How to pay off your debts in 3 easy steps
If you have debts, it can be a little overwhelming, and it’s probably something you avoid thinking about, which is totally understandable.
But the good news is, tackling your debts is easier than you think – it just takes a few simple steps to get started.
Here’s what you need to do to get on track:
1. Put it all out there (literally – cards on the table)
2. Identify your smallest debt
3. Automate your repayments
Putting your cards on the table
Right now, your debts aren’t going anywhere – in fact, they may even be growing. That’s why this first step is so important.
So take all your latest bills and statements for anything your owe, and put them on the table. Looking at them all at once will make it easier for you to get a sense of what you owe.
Identify your smallest debt
Next, let’s sort all your statements from smallest owing to largest owing. Then, number them from 1 to whatever – actually write a number in the top right-hand corner of each piece of paper. Number 1 is all you’re going to think about for now.
Grab a bit of paper and list your debts from smallest to largest and pop that in a folder with every bill except #1. That goes on your fridge, your bathroom mirror, or somewhere else you can see it.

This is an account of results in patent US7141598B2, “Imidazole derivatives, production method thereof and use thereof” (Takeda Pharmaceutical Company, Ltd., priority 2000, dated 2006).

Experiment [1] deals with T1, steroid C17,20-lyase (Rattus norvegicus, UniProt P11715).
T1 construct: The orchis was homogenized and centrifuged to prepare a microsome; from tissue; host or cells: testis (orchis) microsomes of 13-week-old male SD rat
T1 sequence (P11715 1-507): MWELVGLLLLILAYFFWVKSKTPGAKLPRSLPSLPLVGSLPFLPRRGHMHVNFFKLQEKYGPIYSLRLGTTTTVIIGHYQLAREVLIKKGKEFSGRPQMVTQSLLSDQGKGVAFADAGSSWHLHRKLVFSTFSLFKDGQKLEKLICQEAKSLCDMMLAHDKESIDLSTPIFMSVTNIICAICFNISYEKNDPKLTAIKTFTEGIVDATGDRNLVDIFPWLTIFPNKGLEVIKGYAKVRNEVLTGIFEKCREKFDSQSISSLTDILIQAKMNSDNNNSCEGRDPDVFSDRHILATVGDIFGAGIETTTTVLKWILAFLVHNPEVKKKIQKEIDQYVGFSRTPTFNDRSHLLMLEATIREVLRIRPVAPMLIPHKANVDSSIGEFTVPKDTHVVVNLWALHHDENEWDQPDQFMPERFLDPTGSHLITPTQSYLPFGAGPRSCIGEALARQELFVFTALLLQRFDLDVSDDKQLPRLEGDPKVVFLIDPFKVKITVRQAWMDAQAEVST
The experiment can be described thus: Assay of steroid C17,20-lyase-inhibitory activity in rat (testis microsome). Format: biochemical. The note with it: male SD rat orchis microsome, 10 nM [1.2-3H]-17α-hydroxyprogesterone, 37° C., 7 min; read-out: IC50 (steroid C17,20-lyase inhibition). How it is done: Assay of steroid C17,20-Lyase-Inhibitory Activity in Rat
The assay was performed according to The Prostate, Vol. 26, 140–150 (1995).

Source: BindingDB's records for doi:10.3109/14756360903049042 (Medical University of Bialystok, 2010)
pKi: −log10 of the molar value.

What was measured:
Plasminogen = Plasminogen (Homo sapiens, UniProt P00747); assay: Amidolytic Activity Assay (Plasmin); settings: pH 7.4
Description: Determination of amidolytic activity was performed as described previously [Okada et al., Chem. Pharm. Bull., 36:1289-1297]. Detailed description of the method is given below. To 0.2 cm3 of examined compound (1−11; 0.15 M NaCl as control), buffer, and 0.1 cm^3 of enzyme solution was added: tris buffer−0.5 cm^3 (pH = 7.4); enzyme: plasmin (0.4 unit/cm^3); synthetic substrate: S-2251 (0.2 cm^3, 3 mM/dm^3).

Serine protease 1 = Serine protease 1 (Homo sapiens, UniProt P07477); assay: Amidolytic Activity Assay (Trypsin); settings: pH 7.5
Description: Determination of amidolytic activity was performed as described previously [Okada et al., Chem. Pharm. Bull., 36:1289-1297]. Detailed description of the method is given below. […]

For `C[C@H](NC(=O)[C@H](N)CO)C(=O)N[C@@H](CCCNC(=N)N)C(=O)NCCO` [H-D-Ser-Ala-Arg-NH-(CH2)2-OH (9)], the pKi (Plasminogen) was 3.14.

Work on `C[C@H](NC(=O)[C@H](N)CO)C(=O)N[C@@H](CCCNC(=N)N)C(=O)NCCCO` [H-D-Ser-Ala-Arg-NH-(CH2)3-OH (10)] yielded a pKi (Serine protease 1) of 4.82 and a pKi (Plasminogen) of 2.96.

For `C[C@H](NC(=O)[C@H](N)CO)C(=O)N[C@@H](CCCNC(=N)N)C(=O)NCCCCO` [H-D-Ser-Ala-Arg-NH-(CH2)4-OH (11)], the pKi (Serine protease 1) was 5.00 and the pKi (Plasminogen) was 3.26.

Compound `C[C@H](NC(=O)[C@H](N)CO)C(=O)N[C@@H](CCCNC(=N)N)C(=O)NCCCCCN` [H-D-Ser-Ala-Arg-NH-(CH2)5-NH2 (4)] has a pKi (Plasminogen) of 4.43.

You’re going to pay off your smallest debt first, and keep doing whatever it is you’re doing (even if it’s just paying off the minimum) with any other debts you may have.
However much money you have spare each week is going straight to that small debt, and before you know it, your smallest debt will be paid off. When it is paid off, move on to the next biggest debt, and so on.
Why this works
It’s called the snowball effect, and the idea is that the satisfaction you get from paying off the first debt motivates you to keep working on the next one. This is because each debt you pay off feels like a big achievement, inspiring you to keep going. It’s also much easier to focus on one thing (debt) at a time, so you’re unlikely to get overwhelmed and give up.
Disclaimer: The information provided in this email is general in nature and does not constitute personal financial advice. It has been prepared without taking into account your personal objectives, financial situation or needs. Before making any decisions, it is important for you to consider your personal situation and seek appropriate tax, legal and other professional advice.
Credit Simple gives all Kiwis free access to their credit score, as well as their detailed credit report. See how your credit score compares by age, gender and community and gain valuable insights into what it all means.All stories by: Credit Simple